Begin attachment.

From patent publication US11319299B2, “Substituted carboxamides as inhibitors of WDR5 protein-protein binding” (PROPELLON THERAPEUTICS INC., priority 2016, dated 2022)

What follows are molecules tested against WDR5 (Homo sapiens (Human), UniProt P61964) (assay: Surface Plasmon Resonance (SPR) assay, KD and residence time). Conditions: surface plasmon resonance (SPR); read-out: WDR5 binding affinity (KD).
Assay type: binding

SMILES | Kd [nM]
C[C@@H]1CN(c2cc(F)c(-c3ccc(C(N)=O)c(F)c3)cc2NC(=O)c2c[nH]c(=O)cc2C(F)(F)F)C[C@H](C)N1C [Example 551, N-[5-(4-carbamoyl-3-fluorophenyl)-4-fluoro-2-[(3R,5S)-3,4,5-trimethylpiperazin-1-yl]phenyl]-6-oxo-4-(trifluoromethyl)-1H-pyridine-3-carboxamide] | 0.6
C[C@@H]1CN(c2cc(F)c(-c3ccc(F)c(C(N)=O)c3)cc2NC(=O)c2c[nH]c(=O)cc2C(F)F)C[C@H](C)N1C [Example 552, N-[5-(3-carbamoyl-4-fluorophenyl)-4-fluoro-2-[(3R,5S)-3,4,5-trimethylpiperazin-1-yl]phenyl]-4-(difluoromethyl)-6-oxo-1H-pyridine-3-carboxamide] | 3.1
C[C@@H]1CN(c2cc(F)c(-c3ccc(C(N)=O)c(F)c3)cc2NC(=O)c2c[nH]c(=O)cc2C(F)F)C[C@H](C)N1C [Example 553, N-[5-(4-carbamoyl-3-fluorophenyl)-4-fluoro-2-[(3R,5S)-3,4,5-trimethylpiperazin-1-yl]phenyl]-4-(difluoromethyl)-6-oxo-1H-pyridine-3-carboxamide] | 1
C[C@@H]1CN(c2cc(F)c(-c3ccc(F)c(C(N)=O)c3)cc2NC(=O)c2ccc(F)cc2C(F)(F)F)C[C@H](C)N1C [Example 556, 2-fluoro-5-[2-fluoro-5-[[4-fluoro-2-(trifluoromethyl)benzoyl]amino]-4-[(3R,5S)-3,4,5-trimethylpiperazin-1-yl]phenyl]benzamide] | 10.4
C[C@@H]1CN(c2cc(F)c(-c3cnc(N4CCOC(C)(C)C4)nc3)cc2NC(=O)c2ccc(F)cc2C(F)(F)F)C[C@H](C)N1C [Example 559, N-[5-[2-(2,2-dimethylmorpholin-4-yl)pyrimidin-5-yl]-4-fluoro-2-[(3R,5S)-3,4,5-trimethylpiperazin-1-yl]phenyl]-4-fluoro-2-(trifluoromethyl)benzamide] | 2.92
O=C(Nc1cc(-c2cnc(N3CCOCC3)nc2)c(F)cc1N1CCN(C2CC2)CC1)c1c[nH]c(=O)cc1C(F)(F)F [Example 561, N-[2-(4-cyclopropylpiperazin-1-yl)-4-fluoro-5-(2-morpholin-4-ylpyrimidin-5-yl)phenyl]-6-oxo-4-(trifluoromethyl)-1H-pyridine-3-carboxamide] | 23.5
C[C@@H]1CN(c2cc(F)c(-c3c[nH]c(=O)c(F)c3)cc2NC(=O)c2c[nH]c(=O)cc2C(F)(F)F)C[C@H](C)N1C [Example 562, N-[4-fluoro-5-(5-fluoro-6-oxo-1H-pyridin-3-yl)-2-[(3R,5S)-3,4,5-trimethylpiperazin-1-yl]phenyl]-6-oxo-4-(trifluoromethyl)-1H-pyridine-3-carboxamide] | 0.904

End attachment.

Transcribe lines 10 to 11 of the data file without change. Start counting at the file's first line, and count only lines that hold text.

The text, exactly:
O=C(Nc1cc(-c2cnc(N3CCOCC3)nc2)c(F)cc1N1CCN(C2CC2)CC1)c1c[nH]c(=O)cc1C(F)(F)F [Example 561, N-[2-(4-cyclopropylpiperazin-1-yl)-4-fluoro-5-(2-morpholin-4-ylpyrimidin-5-yl)phenyl]-6-oxo-4-(trifluoromethyl)-1H-pyridine-3-carboxamide] | 23.5
C[C@@H]1CN(c2cc(F)c(-c3c[nH]c(=O)c(F)c3)cc2NC(=O)c2c[nH]c(=O)cc2C(F)(F)F)C[C@H](C)N1C [Example 562, N-[4-fluoro-5-(5-fluoro-6-oxo-1H-pyridin-3-yl)-2-[(3R,5S)-3,4,5-trimethylpiperazin-1-yl]phenyl]-6-oxo-4-(trifluoromethyl)-1H-pyridine-3-carboxamide] | 0.904